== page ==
Italy reported 207 coronavirus-related deaths on Friday against 258 the day before, the health ministry said, while the daily tally of new infections fell to 10,554 from 11,807. Italy has registered 122,470 deaths linked to COVID-19 since its outbreak emerged in February last year, the second-highest toll in Europe after Britain and the seventh-highest in the world. The total number of intensive care patients fell slightly to 2,253 from a previous 2,308.
- The Week
Dr. Rajendra Kapila, an infectious disease expert and professor at Rutgers New Jersey Medical School, died of COVID-19 last month while in India. Kapila, 81, died on April 28, three weeks after testing positive for COVID-19, ABC News reports. India is the world's biggest COVID-19 hotspot, and Kapila went to the country to help care for relatives, his ex-wife, Dr. Bina Kapila, told WABC. She said he only planned on staying in India for a short period of time. In a statement, Rutgers called Kapila a "genuine giant in the field of infectious diseases" who was "recognized worldwide and sought out for his legendary knowledge and extraordinary clinical acumen in diagnosing and treating the most complex infectious diseases." Kapila founded Rutgers' Division of Infectious Diseases, was a founding member of the New Jersey Infectious Disease Society, and "provided care to tens of thousands of patients and trained numerous generations of medical students, residents, and fellows," Rutgers said. His wife, Dr. Deepti Saxena-Kapila, said her husband was fully vaccinated before traveling to India; while it is extremely rare for a vaccinated person to die of COVID-19, most who have died had underlying health conditions and were older, ABC News reports. Kapila's ex-wife told WABC he had heart issues and diabetes. More stories from theweek.comHouse GOP leader Kevin McCarthy apparently pays $1,500 to live in a 12-bedroom, 16-bath penthouseThe insurrectionists are winningElise Stefanik tells Steve Bannon in 2022, Republicans need Trump and 'his coalition of voters'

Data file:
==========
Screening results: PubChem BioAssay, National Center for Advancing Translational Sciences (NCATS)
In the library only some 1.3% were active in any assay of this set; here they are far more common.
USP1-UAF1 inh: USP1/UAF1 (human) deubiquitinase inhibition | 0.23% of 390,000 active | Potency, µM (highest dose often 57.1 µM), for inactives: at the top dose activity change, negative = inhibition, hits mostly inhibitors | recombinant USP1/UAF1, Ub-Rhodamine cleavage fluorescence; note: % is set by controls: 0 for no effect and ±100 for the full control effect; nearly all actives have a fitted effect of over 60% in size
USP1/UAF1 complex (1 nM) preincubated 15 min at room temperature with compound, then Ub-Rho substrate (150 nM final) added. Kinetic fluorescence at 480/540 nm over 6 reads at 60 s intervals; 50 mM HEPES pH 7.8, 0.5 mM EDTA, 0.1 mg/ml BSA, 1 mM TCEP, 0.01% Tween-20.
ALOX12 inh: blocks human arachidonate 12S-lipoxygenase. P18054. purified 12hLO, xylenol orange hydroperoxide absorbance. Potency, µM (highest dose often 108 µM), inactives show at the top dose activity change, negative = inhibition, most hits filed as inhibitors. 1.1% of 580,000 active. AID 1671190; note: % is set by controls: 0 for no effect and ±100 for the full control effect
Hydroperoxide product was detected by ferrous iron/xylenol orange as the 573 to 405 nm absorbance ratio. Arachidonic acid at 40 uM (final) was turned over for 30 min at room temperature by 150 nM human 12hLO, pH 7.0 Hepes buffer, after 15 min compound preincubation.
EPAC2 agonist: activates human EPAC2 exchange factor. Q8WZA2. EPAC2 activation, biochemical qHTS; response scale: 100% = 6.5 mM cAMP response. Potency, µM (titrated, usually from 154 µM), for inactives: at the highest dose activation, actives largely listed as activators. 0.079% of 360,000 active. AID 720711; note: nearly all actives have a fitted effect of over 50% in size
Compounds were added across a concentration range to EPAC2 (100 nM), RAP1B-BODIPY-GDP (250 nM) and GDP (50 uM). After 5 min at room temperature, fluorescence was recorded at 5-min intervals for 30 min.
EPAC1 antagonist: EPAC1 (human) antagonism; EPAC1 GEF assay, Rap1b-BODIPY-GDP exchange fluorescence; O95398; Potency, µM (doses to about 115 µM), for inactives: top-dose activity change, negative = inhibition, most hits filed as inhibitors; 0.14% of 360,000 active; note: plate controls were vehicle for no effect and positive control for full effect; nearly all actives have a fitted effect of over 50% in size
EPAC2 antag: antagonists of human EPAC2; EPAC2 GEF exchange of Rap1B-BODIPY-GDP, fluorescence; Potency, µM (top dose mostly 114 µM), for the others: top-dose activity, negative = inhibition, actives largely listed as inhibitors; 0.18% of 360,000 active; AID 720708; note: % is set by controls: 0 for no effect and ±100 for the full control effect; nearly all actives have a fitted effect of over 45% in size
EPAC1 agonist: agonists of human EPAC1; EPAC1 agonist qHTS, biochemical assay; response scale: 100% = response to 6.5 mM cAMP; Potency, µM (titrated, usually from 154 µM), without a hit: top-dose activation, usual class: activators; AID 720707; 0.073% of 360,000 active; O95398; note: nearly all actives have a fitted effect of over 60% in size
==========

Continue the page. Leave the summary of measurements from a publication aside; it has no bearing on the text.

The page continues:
- The Daily Beast
ABCJimmy Kimmel mocked California gubernatorial candidate Caitlyn Jenner for comments she made this week to Fox News host Sean Hannity about the homeless population in her state.Appearing on the Wednesday broadcast of Hannity, Jenner seemed to imply that as governor she would like to remove the state’s homeless population because they are an inconvenience to her and her wealthy friends.“My friends are leaving California,” Jenner had said. “My hangar, the guy across... he was packing up his hangar and I said, ‘Where are you going?’ And he says, ‘I’m moving to Sedona, Arizona, I can’t take it anymore. I can’t walk down the streets and see the homeless.’”After replaying this clip, Kimmel remarked, “Ah, homeless people: can’t walk around them, can’t fly over them.”Seth Meyers Goes After Ron DeSantis and Fox News Over ‘Shocking’ Voter Suppression Party“Is it transphobic to call a trans person an ignorant a-hole?” Kimmel asked his audience. “Or does calling that trans person an ignorant a-hole—even though she happens to be a trans person—show that we don’t discriminate against ignorant a-holes, no matter their gender orientation? It’s a tough one. I don’t know, I guess we’ll let the internet decide tomorrow.”Since announcing her bid for office on April 23, the 71-year-old ex-Olympian has had trouble winning over the LGBTQ community, in part due to her past support of President Donald Trump, the fact that some of her current campaign advisers are former Trump aides, and her open opposition to trans rights in sports.Read more at The Daily Beast.Get our top stories in your inbox every day. Sign up now!Daily Beast Membership: Beast Inside goes deeper on the stories that matter to you. Learn more.